At a fork in the Odra river, a monumental statue of a woman wading into the water marks an event that Wroclaw’s residents would likely rather forget. Two decades ago, that river and its sisters rose up and swallowed the city, killing 55 residents. 162,000 people were evacuated and the city sustained half a billion euros in damages. The city’s response? Embrace the river, develop it, and make it part of urban life.
De-risking the river
The first step, according to Katarzyna Ganowska, Wroclaw development officer, was “major investments to create a proper flood protection.” Before these safety measures were in place, “we had many difficulties to develop river embankments, so this first step turned the key in the lock”. Next, the city moved full tilt into a scheme of modernisation that sought to create an asset out of the former threat, bringing the riverside back to the residents.
When the waterway still posed a flood risk, it was naturally impossible to develop it with residential or office buildings. However, Wroclaw was undergoing an investment boom, and the pressure to make more land available was intensifying. This was especially true in the area of real estate, with many Polish and international companies enthusiastic to carry out development in the urban area. Remembering the lessons of the past, the city held safety as its number one priority.
This meant that a lot of hydrotechnical investments had to be made, such as the modernisation of the floodway system, strengthening the embankments and building dykes to hold the water back. The city had to plan for these, reserving the right amount of land for the optimum interventions in the most appropriate places.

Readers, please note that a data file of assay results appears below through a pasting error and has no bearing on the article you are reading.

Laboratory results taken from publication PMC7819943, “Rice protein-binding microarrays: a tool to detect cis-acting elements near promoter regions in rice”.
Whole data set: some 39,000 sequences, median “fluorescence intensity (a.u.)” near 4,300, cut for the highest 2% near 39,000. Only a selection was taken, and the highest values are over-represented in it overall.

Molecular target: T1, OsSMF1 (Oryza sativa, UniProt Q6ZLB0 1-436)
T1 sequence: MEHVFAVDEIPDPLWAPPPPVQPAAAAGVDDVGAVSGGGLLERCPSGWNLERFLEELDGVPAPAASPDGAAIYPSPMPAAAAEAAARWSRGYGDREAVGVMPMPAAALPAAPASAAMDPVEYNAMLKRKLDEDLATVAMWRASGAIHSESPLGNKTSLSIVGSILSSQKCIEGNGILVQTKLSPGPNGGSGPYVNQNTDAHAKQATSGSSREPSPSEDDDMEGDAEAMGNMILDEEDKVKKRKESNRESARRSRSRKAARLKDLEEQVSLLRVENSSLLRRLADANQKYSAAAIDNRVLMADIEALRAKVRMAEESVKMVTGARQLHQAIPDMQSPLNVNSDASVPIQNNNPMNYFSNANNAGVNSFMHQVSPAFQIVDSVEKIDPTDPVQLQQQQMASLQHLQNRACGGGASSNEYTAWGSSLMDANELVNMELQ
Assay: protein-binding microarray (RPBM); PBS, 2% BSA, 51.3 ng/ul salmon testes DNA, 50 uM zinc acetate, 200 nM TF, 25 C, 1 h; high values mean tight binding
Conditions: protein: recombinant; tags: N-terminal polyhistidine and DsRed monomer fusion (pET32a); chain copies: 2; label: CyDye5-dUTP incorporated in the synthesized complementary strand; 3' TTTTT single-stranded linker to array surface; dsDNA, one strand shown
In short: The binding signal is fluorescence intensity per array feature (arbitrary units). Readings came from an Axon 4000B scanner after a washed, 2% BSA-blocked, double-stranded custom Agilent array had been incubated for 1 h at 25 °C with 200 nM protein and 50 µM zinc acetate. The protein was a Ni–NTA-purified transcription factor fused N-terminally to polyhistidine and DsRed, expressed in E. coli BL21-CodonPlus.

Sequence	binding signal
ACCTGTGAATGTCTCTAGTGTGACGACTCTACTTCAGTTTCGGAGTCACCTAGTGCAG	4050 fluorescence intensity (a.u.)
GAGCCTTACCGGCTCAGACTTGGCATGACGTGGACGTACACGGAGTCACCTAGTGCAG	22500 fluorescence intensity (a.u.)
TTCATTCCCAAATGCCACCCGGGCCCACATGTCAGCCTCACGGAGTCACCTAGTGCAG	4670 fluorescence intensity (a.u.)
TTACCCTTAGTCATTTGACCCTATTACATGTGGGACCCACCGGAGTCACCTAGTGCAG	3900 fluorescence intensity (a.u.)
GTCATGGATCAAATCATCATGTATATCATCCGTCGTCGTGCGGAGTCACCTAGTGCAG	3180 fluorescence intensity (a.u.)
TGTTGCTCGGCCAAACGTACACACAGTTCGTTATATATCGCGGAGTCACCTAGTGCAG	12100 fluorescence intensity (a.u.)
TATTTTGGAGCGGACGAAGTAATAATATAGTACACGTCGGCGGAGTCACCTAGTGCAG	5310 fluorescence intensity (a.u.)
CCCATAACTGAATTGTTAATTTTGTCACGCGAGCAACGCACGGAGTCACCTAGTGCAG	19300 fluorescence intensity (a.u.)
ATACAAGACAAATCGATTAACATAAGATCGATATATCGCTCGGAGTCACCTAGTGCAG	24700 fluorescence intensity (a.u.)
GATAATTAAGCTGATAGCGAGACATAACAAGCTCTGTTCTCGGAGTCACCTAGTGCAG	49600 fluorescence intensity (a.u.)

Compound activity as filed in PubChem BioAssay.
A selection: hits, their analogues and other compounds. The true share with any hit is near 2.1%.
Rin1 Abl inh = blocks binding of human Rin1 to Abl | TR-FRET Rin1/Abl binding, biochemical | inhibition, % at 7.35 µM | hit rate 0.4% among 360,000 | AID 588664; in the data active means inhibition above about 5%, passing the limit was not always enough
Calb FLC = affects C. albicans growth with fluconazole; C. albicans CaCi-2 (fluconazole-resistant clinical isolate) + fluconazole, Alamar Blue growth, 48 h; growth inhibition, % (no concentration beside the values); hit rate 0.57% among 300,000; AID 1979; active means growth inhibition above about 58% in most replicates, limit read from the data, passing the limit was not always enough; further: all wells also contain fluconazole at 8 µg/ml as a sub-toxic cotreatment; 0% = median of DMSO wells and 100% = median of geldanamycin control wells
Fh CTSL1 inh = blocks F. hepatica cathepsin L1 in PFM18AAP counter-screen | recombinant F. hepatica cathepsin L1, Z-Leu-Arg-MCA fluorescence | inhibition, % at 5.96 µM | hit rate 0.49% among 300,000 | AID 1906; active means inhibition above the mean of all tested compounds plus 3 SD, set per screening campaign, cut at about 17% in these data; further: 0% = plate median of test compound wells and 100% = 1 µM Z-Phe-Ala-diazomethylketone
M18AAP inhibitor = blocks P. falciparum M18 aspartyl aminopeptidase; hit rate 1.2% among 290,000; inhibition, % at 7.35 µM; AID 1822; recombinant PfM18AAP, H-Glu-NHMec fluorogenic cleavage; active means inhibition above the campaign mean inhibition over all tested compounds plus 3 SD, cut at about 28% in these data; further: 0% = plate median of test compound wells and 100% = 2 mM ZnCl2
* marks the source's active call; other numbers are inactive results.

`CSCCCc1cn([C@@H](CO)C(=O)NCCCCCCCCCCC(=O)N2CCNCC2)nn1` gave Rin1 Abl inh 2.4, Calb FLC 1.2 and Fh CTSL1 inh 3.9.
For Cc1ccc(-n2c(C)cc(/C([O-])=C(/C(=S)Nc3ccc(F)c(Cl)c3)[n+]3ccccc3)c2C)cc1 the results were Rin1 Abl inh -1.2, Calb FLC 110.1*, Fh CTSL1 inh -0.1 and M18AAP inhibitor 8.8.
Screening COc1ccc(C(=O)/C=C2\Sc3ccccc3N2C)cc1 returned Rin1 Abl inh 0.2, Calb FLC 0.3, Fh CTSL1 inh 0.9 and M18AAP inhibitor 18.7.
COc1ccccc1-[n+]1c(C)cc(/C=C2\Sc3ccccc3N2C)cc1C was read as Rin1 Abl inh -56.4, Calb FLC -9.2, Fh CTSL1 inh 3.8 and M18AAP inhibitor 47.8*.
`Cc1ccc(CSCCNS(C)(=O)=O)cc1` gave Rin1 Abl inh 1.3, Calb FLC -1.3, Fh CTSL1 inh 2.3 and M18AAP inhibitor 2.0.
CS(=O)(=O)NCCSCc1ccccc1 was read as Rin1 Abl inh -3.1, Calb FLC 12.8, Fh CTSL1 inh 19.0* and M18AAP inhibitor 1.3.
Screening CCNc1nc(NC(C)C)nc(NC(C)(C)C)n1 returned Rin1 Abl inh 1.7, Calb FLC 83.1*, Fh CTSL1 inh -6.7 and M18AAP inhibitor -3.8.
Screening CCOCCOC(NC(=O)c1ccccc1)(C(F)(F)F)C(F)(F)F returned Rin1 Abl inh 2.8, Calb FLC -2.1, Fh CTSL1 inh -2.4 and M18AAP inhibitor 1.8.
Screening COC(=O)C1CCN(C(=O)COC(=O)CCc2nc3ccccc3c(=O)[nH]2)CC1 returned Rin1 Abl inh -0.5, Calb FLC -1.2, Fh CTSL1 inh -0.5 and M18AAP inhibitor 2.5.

The locals, who had mobilised en masse to combat the flood, now came out in force to reinvent the space. “People showed us their need to use the riverside,” Ganowska says. Residents led the process with the city facilitating bottom up ideas, “they created a local initiative for small beaches by the riverside, some small bars for the summer, and we tried to follow their need and create a regulation to allow this.”
Wroclaw worked with lots of different local and national actors to find funding and to mediate different visions of the future riverbank, “We managed to find some funding to refurbish the embankment on the city centre.”
A river weaves through a city like a narrative through a book, and Wroclaw honoured this simile in a 2018 river policy that responded to the different themes and chapters of its rivers: “We picked a different character for each of our five rivers, and in each river chose different sections to define the river character based on the part of the city that is beside this part of the river.”
As the rivers move through natural areas, including the European Natura 2000 network, it blends seamlessly into forests and meadows. “Close to residential areas, we made sure to include spaces for sport and recreation,” says Ganowska, “and where the rivers move through historically important parts of the city, we make sure to connect its infrastructure with those heritage elements.”
A big part of bringing the river back to the city has involved making it more navigable. “We have created a proper connection along it and across it,” says Ganowska, “we want to create a sense of place, so we have focused on enabling pedestrians and cyclists. We made a lot of connections under the bridges; just adding a small path under a bridge can make a huge difference for accessibility.”
“We want to be a city of short distances”
The city has also been investigating water-based transport, and this year will pilot its first water tram. “We always kept an eye on the map to make sure that all people would have access to the river. We want to be a city of short distances for everyone.”